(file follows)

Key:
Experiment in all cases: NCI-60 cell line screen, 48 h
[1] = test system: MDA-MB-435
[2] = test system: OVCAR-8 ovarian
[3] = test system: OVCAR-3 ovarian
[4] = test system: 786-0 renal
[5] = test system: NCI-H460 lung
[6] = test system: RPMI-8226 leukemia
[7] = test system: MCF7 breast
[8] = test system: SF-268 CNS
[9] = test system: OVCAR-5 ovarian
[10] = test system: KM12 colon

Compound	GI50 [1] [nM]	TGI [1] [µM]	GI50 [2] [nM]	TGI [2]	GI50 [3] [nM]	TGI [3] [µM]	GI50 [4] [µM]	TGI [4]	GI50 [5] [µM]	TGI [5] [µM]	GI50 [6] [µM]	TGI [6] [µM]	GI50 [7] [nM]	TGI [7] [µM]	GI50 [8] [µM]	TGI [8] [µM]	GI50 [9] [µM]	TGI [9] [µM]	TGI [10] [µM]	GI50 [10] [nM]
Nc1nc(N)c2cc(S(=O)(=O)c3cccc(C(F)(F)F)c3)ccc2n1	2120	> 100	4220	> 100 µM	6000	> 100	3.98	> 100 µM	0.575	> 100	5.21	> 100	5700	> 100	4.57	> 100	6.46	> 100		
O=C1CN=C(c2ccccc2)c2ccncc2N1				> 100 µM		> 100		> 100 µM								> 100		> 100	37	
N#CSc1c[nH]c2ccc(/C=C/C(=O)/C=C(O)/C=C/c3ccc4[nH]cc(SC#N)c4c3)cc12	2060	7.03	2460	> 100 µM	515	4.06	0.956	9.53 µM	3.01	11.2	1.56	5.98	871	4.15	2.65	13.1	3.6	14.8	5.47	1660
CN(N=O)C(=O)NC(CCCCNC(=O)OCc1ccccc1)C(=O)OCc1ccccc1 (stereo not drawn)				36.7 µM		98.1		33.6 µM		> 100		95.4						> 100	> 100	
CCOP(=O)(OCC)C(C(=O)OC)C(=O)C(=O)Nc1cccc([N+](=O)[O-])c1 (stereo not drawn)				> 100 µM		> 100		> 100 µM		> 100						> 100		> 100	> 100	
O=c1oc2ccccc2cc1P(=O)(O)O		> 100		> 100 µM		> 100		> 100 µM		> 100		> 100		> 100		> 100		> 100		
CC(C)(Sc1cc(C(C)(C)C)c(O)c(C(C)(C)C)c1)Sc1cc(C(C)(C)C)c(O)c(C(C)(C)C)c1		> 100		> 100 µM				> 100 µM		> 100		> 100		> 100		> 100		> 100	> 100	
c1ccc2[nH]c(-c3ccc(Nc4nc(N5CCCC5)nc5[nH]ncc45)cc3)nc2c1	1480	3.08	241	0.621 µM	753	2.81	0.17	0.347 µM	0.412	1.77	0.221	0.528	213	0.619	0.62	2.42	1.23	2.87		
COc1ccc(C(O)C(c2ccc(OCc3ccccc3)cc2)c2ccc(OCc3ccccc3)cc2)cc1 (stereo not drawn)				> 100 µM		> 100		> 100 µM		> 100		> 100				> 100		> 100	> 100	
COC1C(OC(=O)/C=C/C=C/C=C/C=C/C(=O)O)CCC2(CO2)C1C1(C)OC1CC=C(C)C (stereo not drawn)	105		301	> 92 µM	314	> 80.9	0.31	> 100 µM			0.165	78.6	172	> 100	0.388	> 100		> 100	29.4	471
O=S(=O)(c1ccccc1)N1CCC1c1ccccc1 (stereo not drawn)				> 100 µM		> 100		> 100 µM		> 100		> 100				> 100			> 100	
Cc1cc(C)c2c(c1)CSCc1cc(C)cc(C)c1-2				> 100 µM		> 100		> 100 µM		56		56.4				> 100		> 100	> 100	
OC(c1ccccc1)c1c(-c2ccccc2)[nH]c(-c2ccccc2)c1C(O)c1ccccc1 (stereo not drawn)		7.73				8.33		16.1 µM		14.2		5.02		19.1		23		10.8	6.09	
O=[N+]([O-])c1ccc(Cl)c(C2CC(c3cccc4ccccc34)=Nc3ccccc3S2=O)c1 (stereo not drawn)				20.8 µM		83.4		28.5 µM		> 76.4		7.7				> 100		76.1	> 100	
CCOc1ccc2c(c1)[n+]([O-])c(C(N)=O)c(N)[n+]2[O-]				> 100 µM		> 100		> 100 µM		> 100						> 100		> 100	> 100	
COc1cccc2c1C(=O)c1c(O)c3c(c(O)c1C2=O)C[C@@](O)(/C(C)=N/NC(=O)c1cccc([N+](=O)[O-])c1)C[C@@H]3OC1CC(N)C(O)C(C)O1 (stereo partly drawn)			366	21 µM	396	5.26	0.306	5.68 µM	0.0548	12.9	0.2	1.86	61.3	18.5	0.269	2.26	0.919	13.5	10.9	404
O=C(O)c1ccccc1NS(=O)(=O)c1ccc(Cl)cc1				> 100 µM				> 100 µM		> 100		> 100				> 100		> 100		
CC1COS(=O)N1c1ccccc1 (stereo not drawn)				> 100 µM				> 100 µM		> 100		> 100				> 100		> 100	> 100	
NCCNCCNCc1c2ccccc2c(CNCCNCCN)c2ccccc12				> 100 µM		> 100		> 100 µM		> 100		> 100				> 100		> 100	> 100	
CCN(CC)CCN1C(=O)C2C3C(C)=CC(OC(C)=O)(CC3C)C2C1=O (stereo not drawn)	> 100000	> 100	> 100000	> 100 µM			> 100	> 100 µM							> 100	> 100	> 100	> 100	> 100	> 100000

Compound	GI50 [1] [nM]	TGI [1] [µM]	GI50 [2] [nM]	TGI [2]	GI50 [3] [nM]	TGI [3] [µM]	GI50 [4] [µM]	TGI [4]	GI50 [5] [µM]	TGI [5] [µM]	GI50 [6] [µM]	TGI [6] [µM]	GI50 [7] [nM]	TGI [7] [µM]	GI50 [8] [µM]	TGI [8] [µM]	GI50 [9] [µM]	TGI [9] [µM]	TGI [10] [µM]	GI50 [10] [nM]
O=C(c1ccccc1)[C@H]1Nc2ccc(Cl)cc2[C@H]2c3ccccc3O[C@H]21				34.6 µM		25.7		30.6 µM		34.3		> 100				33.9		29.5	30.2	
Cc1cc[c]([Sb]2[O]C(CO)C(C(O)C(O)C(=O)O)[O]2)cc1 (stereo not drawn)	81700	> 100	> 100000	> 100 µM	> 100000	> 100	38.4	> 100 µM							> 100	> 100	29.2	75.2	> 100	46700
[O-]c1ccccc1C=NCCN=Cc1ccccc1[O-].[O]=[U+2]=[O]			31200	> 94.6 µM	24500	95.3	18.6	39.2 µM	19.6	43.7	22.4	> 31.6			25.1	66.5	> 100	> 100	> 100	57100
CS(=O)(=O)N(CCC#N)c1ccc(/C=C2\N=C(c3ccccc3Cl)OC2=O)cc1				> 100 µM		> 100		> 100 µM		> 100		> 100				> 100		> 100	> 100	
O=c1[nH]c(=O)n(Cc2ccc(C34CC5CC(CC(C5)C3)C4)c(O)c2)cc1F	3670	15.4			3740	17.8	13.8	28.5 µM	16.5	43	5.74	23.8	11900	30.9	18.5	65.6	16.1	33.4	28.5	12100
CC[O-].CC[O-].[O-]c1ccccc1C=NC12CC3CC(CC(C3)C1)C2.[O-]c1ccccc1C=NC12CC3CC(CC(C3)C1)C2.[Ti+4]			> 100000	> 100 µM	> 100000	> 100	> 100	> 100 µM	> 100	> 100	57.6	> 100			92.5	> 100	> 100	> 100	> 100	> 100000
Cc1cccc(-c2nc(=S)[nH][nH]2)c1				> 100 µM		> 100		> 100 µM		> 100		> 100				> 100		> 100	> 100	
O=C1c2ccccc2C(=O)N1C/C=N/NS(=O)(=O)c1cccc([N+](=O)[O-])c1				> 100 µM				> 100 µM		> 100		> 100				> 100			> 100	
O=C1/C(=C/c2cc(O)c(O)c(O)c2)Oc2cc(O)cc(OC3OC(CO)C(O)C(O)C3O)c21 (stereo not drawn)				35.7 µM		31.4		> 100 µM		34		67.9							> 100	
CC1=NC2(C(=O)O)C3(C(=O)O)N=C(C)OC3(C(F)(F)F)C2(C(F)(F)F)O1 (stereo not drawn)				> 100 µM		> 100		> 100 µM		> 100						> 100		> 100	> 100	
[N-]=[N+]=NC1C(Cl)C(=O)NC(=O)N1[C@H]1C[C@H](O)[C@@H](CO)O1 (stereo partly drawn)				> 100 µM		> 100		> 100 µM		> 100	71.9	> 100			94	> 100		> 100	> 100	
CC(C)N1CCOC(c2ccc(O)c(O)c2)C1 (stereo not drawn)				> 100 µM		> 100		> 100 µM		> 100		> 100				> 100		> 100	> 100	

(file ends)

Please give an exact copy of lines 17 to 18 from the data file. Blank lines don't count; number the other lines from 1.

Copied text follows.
CN(N=O)C(=O)NC(CCCCNC(=O)OCc1ccccc1)C(=O)OCc1ccccc1 (stereo not drawn)				36.7 µM		98.1		33.6 µM		> 100		95.4						> 100	> 100	
CCOP(=O)(OCC)C(C(=O)OC)C(=O)C(=O)Nc1cccc([N+](=O)[O-])c1 (stereo not drawn)				> 100 µM		> 100		> 100 µM		> 100						> 100		> 100	> 100	